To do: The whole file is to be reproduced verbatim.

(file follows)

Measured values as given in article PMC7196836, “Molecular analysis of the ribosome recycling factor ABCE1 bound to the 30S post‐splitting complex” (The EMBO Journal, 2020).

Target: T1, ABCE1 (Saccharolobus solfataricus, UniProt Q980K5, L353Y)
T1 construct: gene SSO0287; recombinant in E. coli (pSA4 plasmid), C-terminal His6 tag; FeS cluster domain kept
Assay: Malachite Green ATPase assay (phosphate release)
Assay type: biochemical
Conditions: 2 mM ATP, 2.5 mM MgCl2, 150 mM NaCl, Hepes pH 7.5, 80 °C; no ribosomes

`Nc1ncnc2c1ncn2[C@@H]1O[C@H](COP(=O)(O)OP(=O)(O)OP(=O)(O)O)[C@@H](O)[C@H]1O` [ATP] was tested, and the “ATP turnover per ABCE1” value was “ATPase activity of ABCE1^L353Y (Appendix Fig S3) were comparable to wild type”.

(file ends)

Measured values as given in article PMC7196836, “Molecular analysis of the ribosome recycling factor ABCE1 bound to the 30S post‐splitting complex” (The EMBO Journal, 2020).

Target: T1, ABCE1 (Saccharolobus solfataricus, UniProt Q980K5, L353Y)
T1 construct: gene SSO0287; recombinant in E. coli (pSA4 plasmid), C-terminal His6 tag; FeS cluster domain kept
Assay: Malachite Green ATPase assay (phosphate release)
Assay type: biochemical
Conditions: 2 mM ATP, 2.5 mM MgCl2, 150 mM NaCl, Hepes pH 7.5, 80 °C; no ribosomes

`Nc1ncnc2c1ncn2[C@@H]1O[C@H](COP(=O)(O)OP(=O)(O)OP(=O)(O)O)[C@@H](O)[C@H]1O` [ATP] was tested, and the “ATP turnover per ABCE1” value was “ATPase activity of ABCE1^L353Y (Appendix Fig S3) were comparable to wild type”.